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Russian farmers set up wheat sales, as export quota proposal looms


Russian farmers are accelerating sales of wheat amid concerns over the introduction of export quotas on the grain next year, SovEcon said, noting pressure too for curbs on shipments of sunflowers.


“Just in the last week or so, we have begun to see farmers increase sales of wheat,” Andrey Sizov, the SovEcon managing director, said.


The increase reflects in part a strengthening rouble which started to appreciate from the previous week after touching 80 per $1 for the first time since March.


However, it also reflects mounting concerns that the country will reintroduce a ceiling on export volume, which Moscow imposed for the April-to-June quarter of this year.


SovEcon reported Russian wheat export prices falling by $1.50 per tonne last week to $235 per tonne in deep sea ports, with some easing in rouble prices too, despite buoyancy in prices on international futures markets, in the likes of Chicago and Paris.




Market talk suggests that Russia’s agriculture ministry will later this month unveil proposals for a fresh quota, likely expanded to cover the January-to-June period of 2021.


The size of the quota has yet to be determined, although it will “likely be close to the actual export surplus”, Mr Sizov told Agrimoney, highlighting President Vladimir Putin’s desire to promote Russia as a shipper of the grain, and the need for approval from the country’s economy ministry.


The economy ministry last year rejected the agriculture department’s initial proposal for wheat export curbs, for fear of breaching World Trade Organization rules.


Nonetheless, while foreign investors are focused on Russia for its dryness issue as a reason to buy wheat, domestic producers are looking at the potential export curbs as a cause for selling.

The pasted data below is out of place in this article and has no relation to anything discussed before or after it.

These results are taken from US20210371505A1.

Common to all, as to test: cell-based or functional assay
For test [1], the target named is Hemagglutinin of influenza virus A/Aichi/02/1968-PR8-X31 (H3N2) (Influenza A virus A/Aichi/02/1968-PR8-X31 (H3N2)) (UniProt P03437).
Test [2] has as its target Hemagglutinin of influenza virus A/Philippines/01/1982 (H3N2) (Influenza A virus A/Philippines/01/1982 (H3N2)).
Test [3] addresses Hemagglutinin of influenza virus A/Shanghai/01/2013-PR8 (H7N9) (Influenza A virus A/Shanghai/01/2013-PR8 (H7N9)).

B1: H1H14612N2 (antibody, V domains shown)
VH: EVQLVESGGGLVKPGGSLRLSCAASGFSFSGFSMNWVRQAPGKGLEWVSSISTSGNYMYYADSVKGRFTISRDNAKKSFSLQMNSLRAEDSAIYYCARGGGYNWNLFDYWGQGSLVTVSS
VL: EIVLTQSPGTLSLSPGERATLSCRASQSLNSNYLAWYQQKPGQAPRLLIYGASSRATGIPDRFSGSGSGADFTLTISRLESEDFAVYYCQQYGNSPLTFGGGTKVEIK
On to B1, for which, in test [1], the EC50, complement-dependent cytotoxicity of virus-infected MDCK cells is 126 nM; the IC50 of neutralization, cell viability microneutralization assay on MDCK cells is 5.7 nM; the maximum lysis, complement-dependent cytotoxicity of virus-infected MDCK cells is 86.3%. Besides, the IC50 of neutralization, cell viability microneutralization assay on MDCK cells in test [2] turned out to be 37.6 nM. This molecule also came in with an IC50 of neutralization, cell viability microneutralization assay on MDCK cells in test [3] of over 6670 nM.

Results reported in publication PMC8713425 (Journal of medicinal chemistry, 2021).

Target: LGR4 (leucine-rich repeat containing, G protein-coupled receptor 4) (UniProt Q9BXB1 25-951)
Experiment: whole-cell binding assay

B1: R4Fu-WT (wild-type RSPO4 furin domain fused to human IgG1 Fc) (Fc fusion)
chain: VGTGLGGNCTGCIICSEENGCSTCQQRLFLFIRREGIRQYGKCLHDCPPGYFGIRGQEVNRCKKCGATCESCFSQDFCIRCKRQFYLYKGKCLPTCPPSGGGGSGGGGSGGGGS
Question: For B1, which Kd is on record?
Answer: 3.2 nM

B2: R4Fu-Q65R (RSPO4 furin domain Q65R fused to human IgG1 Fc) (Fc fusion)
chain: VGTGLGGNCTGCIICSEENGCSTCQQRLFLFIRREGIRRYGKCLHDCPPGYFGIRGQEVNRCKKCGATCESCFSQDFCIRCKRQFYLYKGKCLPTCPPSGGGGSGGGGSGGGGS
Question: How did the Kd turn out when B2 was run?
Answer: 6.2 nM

Record high prices of sunflowers, which growers typically market well ahead of wheat, “imply farmers have enough cash”, meaning they do not need to sell wheat for financial reasons, Mr Sizov said, reminding on the dryness issue that Russia’s crop is typically “made” around April-May, rather than in the autumn.




Sunflower seed prices have soared above 30,000 roubles per tonne, according to SovEcon from levels around 20,000 roubles per tonne even into August, as dryness curtailed the country’s harvest – and that in neighbouring Ukraine, the top producer, too.


Russia’s sunflower seed harvest had come in at a yield of 1.69 tonnes per hectare so far, down from 2.17 tonnes per hectare last year, the influential Moscow-based analysis group said.


The prospect of tighter supplies has prompted the Russian oilseed crushers lobby to call for an increase to 20% in the country’s sunseed export tax, from a current rate of 6.5%.


“The industry is obviously keen to protect domestic supplies, and stop them getting into the hands of exporters,” Mr Sizov said.


“However, we doubt that anyway there will be much export demand at these prices,” he said, flagging too that a 20% levy would likely breach WTO rules.

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